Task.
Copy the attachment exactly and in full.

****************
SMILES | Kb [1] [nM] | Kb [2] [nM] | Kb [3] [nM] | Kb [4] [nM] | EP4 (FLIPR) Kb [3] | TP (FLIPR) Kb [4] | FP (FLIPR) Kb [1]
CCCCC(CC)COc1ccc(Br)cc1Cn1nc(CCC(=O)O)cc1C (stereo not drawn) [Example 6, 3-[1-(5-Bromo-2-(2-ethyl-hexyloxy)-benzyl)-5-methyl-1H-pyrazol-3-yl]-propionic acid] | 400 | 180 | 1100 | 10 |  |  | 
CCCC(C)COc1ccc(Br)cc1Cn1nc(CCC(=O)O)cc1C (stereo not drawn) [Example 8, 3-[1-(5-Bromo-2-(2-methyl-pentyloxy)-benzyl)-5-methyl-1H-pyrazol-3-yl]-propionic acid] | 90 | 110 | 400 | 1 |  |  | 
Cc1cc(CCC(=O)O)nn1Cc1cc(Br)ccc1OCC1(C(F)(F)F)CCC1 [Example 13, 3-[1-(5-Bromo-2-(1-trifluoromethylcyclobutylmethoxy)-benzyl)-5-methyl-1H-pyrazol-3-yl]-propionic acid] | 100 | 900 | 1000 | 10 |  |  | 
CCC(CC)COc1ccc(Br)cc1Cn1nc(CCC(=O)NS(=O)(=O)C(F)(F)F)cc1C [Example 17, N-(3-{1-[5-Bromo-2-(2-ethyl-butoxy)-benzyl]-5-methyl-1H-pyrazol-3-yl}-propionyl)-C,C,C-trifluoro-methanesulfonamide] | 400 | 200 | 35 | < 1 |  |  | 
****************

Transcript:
SMILES | Kb [1] [nM] | Kb [2] [nM] | Kb [3] [nM] | Kb [4] [nM] | EP4 (FLIPR) Kb [3] | TP (FLIPR) Kb [4] | FP (FLIPR) Kb [1]
CCCCC(CC)COc1ccc(Br)cc1Cn1nc(CCC(=O)O)cc1C (stereo not drawn) [Example 6, 3-[1-(5-Bromo-2-(2-ethyl-hexyloxy)-benzyl)-5-methyl-1H-pyrazol-3-yl]-propionic acid] | 400 | 180 | 1100 | 10 |  |  | 
CCCC(C)COc1ccc(Br)cc1Cn1nc(CCC(=O)O)cc1C (stereo not drawn) [Example 8, 3-[1-(5-Bromo-2-(2-methyl-pentyloxy)-benzyl)-5-methyl-1H-pyrazol-3-yl]-propionic acid] | 90 | 110 | 400 | 1 |  |  | 
Cc1cc(CCC(=O)O)nn1Cc1cc(Br)ccc1OCC1(C(F)(F)F)CCC1 [Example 13, 3-[1-(5-Bromo-2-(1-trifluoromethylcyclobutylmethoxy)-benzyl)-5-methyl-1H-pyrazol-3-yl]-propionic acid] | 100 | 900 | 1000 | 10 |  |  | 
CCC(CC)COc1ccc(Br)cc1Cn1nc(CCC(=O)NS(=O)(=O)C(F)(F)F)cc1C [Example 17, N-(3-{1-[5-Bromo-2-(2-ethyl-butoxy)-benzyl]-5-methyl-1H-pyrazol-3-yl}-propionyl)-C,C,C-trifluoro-methanesulfonamide] | 400 | 200 | 35 | < 1 |  |  | 